On April 11, 2003, respondent Takenaka filed its claim for tax refund covering the aforesaid period before the BIR Revenue District Office No. 51, Pasay City Branch.
For failure of the BIR to act on its claim, respondent Takenaka filed a Petition for Review with this Court, docketed as C.T.A. Case No. 6886.
After trial on the merits, on November 4, 2008, the Former First Division rendered a Decision partly granting the Petition for Review and ordering herein petitioner CIR to refund to respondent Takenaka the reduced amount of P53,374,366.52, with a Concurring and Dissenting Opinion from Presiding Justice Ernesto D. Acosta.
Not satisfied, on November 26, 2008, respondent Takenaka filed a "Motion for Reconsideration".
During the deliberation of respondent Takenaka's "Motion for Reconsideration", Associate Justice Caesar A. Casanova changed his stand and concurred with Presiding Justice Ernesto D. Acosta, while the original Ponente, Associate Justice Lovell R. Bautista, maintained his stand. Thus, respondent Takenaka's "Motion for Reconsideration" was granted by the Former First Division in its Amended Decision dated March 16, 2009, with a Dissenting Opinion from Associate Justice Lovell R. Bautista.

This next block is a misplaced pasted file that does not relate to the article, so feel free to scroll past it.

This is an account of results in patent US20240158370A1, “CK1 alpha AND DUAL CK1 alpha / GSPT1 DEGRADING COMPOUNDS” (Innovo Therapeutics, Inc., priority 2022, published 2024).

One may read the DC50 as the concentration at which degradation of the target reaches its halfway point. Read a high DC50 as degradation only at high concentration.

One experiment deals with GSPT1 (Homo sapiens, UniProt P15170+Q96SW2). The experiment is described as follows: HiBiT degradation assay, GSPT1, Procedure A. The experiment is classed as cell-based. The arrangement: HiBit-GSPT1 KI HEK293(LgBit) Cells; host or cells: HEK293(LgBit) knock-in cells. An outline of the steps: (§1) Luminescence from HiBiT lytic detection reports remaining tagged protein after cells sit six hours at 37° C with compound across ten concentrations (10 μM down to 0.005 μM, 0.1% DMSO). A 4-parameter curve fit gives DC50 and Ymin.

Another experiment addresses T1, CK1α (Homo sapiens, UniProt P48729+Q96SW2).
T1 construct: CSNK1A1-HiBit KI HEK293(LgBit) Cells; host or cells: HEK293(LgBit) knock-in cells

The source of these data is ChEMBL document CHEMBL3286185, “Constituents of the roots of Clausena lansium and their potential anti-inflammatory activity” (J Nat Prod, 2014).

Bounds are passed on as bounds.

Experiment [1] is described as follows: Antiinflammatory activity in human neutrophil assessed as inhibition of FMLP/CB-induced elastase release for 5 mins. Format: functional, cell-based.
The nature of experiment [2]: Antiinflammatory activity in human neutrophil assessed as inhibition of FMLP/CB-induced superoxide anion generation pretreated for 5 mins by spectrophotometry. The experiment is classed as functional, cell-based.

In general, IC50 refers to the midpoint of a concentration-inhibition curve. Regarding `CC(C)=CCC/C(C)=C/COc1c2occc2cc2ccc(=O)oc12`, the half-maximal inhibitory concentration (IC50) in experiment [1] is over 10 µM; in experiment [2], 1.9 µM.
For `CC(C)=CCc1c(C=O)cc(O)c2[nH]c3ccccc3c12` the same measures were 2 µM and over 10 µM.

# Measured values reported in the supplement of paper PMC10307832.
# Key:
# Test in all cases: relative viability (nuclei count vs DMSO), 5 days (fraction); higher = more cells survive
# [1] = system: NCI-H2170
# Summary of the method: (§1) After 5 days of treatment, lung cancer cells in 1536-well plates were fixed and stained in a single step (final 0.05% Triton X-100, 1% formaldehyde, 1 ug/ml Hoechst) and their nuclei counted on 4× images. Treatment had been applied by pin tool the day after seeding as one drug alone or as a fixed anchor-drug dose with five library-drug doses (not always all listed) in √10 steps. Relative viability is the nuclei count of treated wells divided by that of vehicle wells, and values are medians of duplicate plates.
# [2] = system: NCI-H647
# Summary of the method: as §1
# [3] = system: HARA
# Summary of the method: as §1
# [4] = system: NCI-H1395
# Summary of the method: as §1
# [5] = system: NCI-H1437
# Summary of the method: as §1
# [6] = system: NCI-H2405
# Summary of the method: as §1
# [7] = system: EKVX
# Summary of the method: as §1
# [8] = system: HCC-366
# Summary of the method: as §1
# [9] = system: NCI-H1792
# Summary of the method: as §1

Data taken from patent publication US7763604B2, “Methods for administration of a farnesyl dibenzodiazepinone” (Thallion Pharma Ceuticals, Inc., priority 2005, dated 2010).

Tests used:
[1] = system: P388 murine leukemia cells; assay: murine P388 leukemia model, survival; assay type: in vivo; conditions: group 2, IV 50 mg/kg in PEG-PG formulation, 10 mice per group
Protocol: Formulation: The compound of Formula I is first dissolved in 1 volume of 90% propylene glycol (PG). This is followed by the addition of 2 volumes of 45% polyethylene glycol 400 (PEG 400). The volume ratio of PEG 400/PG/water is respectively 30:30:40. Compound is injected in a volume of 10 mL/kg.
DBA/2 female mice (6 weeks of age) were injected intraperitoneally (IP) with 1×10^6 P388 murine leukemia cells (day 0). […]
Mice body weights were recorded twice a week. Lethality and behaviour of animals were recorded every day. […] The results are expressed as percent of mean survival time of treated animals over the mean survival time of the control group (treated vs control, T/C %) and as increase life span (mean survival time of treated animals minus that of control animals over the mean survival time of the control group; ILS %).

On April 7, 2009, petitioner CIR filed a "Motion for Reconsideration" of the Amended Decision, which the Former First Division denied in a Resolution dated June 29, 2009, with Associate Justice Lovell R. Bautista reiterating his Dissenting Opinion.3
Consequently, the respondent filed a petition for review in the CTA En Banc to seek the reversal of the March 16, 2009 decision and the June 29, 2009 resolution of the CTA Former First Division.4
On March 29, 2010, the CTA En Banc promulgated its decision disposing thusly:chanRoblesvirtualLawlibrary
WHEREFORE, premises considered, the present Petition for Review is hereby GRANTED. Accordingly, the Amended Decision dated March 16, 2009 and Resolution dated June 29, 2009 rendered by the Former First Division are hereby REVERSED and SET ASIDE, and another one is hereby entered DENYING respondent Takenaka's claimed input tax attributable to its zero rated sales of services for taxable year 2002 in the amount of P143,997,333.40.chanrobleslaw
Later on, through the resolution dated August 12, 2010,6 the CTA En Banc denied the petitioner's motion for reconsideration.